PS Power Measurement Unit Meaning and Origins
If you’ve been reading about European vehicles like McLaren, you’ve likely come across the measurement “PS.” PS is used when discussing a vehicles power, similarly to horsepower. It’s not immediately clear, however, what exactly PS is. As a result, people tend to ask us here at McLaren Chicago: what is PS, and how does it compare to horsepower?
PS was created to be the metric equivalent of horsepower. The letters stand for “pferdestärke,” which actually translates to “horsepower” in German. One PS is equal to about 0.9863 of one horsepower.
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Why was the PS measurement system created?
PS is intended to bring the rather outdated method of measuring power in terms of the strength of horses into the modern era; after all, not many people in the developed world use horses for work anymore. It’s considered to be the metric measurement of horsepower and has been adapted throughout the European Union.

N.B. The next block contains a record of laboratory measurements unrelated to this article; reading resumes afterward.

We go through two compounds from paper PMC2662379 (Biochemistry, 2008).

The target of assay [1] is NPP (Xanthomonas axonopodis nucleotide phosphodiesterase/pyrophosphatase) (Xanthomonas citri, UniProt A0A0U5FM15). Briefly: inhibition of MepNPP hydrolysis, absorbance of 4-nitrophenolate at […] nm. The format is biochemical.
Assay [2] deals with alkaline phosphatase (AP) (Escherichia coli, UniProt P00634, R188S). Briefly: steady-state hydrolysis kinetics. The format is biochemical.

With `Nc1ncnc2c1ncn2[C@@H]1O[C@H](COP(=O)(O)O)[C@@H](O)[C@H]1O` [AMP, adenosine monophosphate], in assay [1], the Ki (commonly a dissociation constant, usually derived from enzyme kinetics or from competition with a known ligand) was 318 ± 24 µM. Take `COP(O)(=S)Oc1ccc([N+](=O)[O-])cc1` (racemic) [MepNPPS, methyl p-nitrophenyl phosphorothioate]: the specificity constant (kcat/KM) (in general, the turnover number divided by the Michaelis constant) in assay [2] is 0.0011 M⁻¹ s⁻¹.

How is PS calculated in comparison to horsepower?
Instead of being a representation of the pulling power of horses going up a mineshaft (as is said to be the original basis of horsepower), PS is based on the amount of power needed to lift 75 kilograms of mass one meter vertically in one second.
The result is equal to 4,500 kilogram-meters per minute, which rounds out to 32,550 foot-pounds per minute of work. Horsepower, on the other hand, is supposed to be the equivalent of one horse lifting 33,000 pounds over one foot in one minute on the planet Earth.
It’s also worth noting that one PS is equivalent to 735.5 watts, while one HP is equivalent to 745.7 watts.
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